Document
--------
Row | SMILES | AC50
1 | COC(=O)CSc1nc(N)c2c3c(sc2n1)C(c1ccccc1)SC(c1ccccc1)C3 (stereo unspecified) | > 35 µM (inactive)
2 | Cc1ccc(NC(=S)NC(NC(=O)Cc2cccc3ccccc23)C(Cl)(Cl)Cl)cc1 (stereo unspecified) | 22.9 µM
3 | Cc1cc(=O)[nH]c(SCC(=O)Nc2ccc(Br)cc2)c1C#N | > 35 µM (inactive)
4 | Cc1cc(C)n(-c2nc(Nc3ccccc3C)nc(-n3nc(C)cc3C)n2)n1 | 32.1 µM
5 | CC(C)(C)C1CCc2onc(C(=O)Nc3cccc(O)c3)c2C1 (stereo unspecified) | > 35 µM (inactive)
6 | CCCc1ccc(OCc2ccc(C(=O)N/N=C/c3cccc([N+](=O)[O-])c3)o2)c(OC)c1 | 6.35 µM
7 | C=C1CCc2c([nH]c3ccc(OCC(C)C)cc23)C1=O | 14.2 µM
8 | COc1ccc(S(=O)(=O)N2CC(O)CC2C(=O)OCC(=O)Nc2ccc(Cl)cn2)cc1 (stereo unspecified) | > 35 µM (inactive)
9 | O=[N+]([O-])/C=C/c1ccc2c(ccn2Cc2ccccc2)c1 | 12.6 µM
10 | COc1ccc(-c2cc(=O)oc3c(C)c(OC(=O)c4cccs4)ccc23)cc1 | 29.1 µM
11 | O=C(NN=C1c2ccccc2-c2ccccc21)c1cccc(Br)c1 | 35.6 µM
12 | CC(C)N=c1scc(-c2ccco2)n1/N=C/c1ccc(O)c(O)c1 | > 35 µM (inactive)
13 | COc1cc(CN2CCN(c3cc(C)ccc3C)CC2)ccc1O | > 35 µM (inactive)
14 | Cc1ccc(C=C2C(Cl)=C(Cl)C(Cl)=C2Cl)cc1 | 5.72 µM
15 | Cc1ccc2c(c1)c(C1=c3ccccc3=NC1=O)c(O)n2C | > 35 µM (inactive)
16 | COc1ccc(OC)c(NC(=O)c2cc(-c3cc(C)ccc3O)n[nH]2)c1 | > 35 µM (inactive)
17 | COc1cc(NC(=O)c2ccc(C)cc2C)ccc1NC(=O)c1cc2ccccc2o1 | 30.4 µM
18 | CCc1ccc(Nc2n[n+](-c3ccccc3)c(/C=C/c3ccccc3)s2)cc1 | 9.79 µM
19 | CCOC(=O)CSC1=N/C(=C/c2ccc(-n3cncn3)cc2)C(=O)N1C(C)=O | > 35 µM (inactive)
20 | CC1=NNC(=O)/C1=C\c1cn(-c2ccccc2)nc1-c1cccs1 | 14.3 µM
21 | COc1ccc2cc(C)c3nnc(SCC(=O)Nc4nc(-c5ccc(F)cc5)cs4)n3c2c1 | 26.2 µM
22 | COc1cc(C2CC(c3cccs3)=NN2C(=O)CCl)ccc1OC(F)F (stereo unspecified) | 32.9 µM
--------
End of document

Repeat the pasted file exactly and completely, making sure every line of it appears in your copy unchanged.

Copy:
Row | SMILES | AC50
1 | COC(=O)CSc1nc(N)c2c3c(sc2n1)C(c1ccccc1)SC(c1ccccc1)C3 (stereo unspecified) | > 35 µM (inactive)
2 | Cc1ccc(NC(=S)NC(NC(=O)Cc2cccc3ccccc23)C(Cl)(Cl)Cl)cc1 (stereo unspecified) | 22.9 µM
3 | Cc1cc(=O)[nH]c(SCC(=O)Nc2ccc(Br)cc2)c1C#N | > 35 µM (inactive)
4 | Cc1cc(C)n(-c2nc(Nc3ccccc3C)nc(-n3nc(C)cc3C)n2)n1 | 32.1 µM
5 | CC(C)(C)C1CCc2onc(C(=O)Nc3cccc(O)c3)c2C1 (stereo unspecified) | > 35 µM (inactive)
6 | CCCc1ccc(OCc2ccc(C(=O)N/N=C/c3cccc([N+](=O)[O-])c3)o2)c(OC)c1 | 6.35 µM
7 | C=C1CCc2c([nH]c3ccc(OCC(C)C)cc23)C1=O | 14.2 µM
8 | COc1ccc(S(=O)(=O)N2CC(O)CC2C(=O)OCC(=O)Nc2ccc(Cl)cn2)cc1 (stereo unspecified) | > 35 µM (inactive)
9 | O=[N+]([O-])/C=C/c1ccc2c(ccn2Cc2ccccc2)c1 | 12.6 µM
10 | COc1ccc(-c2cc(=O)oc3c(C)c(OC(=O)c4cccs4)ccc23)cc1 | 29.1 µM
11 | O=C(NN=C1c2ccccc2-c2ccccc21)c1cccc(Br)c1 | 35.6 µM
12 | CC(C)N=c1scc(-c2ccco2)n1/N=C/c1ccc(O)c(O)c1 | > 35 µM (inactive)
13 | COc1cc(CN2CCN(c3cc(C)ccc3C)CC2)ccc1O | > 35 µM (inactive)
14 | Cc1ccc(C=C2C(Cl)=C(Cl)C(Cl)=C2Cl)cc1 | 5.72 µM
15 | Cc1ccc2c(c1)c(C1=c3ccccc3=NC1=O)c(O)n2C | > 35 µM (inactive)
16 | COc1ccc(OC)c(NC(=O)c2cc(-c3cc(C)ccc3O)n[nH]2)c1 | > 35 µM (inactive)
17 | COc1cc(NC(=O)c2ccc(C)cc2C)ccc1NC(=O)c1cc2ccccc2o1 | 30.4 µM
18 | CCc1ccc(Nc2n[n+](-c3ccccc3)c(/C=C/c3ccccc3)s2)cc1 | 9.79 µM
19 | CCOC(=O)CSC1=N/C(=C/c2ccc(-n3cncn3)cc2)C(=O)N1C(C)=O | > 35 µM (inactive)
20 | CC1=NNC(=O)/C1=C\c1cn(-c2ccccc2)nc1-c1cccs1 | 14.3 µM
21 | COc1ccc2cc(C)c3nnc(SCC(=O)Nc4nc(-c5ccc(F)cc5)cs4)n3c2c1 | 26.2 µM
22 | COc1cc(C2CC(c3cccs3)=NN2C(=O)CCl)ccc1OC(F)F (stereo unspecified) | 32.9 µM